Solemn traditional ceremony marks Saugerties’ Memorial Day

The firing squad fires a volley at the close of the program. (Photos by David Gordon)

Jim Gage

Thomas Austin, Isaac W. Vargas, Caesar Varis, William H. Varis, John C. Bolton, Neil Bradley …  The list of names went on: And on. The names of 82 Saugertesians who died in the Civil War was followed by the names of Saugertesians who died in the two world wars.

It took former commander Jim Gage more than ten minutes to read the entire list.


The reading on Thursday, May 30 was part of the traditional Memorial Day commemoration at the Lamouree-Hackett American Legion Post 72. It was the traditional date for Memorial Day. 

A selection of patriotic and popular music performed by the Saugerties Community Concert Band, directed by Richard Rose, preceded the ceremony. The ensemble provided the theme songs of the various services as members came forward and the musical background for the reading of the names of those who died in the nation’s wars and other spots during the ceremony.

Poppy girl Jenna Pitt handed out small American flags and, accompanied by the Auxiliary president Cynthia Babb, carried a wreath to the tomb of the unknown in the park at the Legion’s building.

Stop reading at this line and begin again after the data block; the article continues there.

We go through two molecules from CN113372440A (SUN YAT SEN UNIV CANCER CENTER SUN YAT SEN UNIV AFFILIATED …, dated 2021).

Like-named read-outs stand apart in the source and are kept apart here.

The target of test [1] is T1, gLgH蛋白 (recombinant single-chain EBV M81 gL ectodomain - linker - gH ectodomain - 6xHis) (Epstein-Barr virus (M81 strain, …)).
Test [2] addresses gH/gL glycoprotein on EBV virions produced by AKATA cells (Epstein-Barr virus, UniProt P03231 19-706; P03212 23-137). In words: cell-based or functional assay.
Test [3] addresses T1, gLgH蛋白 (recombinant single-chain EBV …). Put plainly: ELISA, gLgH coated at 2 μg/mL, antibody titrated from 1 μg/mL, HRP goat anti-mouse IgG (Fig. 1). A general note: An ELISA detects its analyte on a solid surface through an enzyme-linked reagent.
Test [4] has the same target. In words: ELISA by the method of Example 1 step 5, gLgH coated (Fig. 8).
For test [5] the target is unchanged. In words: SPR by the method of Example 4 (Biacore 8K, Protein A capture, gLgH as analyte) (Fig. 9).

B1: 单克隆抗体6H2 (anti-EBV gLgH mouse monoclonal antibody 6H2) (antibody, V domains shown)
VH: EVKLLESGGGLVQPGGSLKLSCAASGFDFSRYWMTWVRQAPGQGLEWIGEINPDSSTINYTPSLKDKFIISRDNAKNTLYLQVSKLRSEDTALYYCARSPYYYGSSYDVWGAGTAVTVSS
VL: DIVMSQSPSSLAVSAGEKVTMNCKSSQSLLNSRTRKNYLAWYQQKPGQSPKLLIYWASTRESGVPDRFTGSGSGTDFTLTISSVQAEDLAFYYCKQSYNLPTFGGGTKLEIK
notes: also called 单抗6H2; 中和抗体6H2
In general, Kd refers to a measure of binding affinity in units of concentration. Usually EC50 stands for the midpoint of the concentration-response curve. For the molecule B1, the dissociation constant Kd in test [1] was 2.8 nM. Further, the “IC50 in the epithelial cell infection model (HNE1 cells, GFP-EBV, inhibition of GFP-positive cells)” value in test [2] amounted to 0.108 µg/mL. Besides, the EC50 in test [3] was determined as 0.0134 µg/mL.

Richard Rose conducting the Saugerties Community Concert Band.

In his opening prayer, deacon Hank Smith of St. Mary of the Snow and St. Joseph’s Catholic churches, said the gathering was to “remember those who loved us so much that they served in our armed forces and gave their lives.”

Bill Payne

Bill Payne offered a historical view of the nation’s conflicts and a brief history of the Lamouree-Hackett Post. Noting that “The Great War” began with the assassination in 1914 of the Archduke of Serbia, Payne told how the Allies — Britain, France and Russia — faced the Central Powers — Germany and Italy. Later, Turkey and others joined the Central Powers, and Italy, Japan and Belgium joined the Allies.

Americans wanted to stay out of the war at first, Payne said. But the sinking of the British liner, the Lusitania, with more than 100 Americans on board, and the “Zimmerman telegram,” which, in 1917 proposed an alliance between Germany and Mexico, drew this country into the war.

 In this war, women participated in the armed services, primarily in such roles as nurses and support staff, Payne said.

America suffered 53,402 combat deaths, Payne said. Disease brought down another 52,000-plus Americans.

The American Legion was formed in Pari, immediately after the armistice, Payne said. “African-American troops attended that first meeting, and after the troops came home the Legion was organized across the country.”

“Our post had its first meeting in July of 1919 in the town clerk’s office where the soldiers and sailors of Saugerties met to form the American Legion post. The name of the post reflects the names of two of the 53 local men who died in World War I. “This year, we are celebrating our post centennial in October to mark the month when the last great battle, the Argonne offensive in which they died in France, ended.”